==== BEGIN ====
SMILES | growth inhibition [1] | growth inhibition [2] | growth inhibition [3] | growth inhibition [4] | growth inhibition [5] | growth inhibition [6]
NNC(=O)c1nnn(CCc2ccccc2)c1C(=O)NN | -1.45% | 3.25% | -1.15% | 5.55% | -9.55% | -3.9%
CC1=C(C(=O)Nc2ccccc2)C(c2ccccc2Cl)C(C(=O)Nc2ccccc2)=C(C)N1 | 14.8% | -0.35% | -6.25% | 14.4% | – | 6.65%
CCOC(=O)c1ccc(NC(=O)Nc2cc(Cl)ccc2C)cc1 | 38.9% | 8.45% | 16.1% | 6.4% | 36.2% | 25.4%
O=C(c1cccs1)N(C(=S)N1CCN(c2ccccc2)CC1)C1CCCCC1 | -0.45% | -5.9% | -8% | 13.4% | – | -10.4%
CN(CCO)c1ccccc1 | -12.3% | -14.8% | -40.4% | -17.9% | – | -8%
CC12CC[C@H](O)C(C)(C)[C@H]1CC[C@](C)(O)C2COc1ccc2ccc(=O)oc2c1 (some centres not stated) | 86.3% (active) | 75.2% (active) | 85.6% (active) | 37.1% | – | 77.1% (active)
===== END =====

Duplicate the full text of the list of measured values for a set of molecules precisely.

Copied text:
SMILES | growth inhibition [1] | growth inhibition [2] | growth inhibition [3] | growth inhibition [4] | growth inhibition [5] | growth inhibition [6]
NNC(=O)c1nnn(CCc2ccccc2)c1C(=O)NN | -1.45% | 3.25% | -1.15% | 5.55% | -9.55% | -3.9%
CC1=C(C(=O)Nc2ccccc2)C(c2ccccc2Cl)C(C(=O)Nc2ccccc2)=C(C)N1 | 14.8% | -0.35% | -6.25% | 14.4% | – | 6.65%
CCOC(=O)c1ccc(NC(=O)Nc2cc(Cl)ccc2C)cc1 | 38.9% | 8.45% | 16.1% | 6.4% | 36.2% | 25.4%
O=C(c1cccs1)N(C(=S)N1CCN(c2ccccc2)CC1)C1CCCCC1 | -0.45% | -5.9% | -8% | 13.4% | – | -10.4%
CN(CCO)c1ccccc1 | -12.3% | -14.8% | -40.4% | -17.9% | – | -8%
CC12CC[C@H](O)C(C)(C)[C@H]1CC[C@](C)(O)C2COc1ccc2ccc(=O)oc2c1 (some centres not stated) | 86.3% (active) | 75.2% (active) | 85.6% (active) | 37.1% | – | 77.1% (active)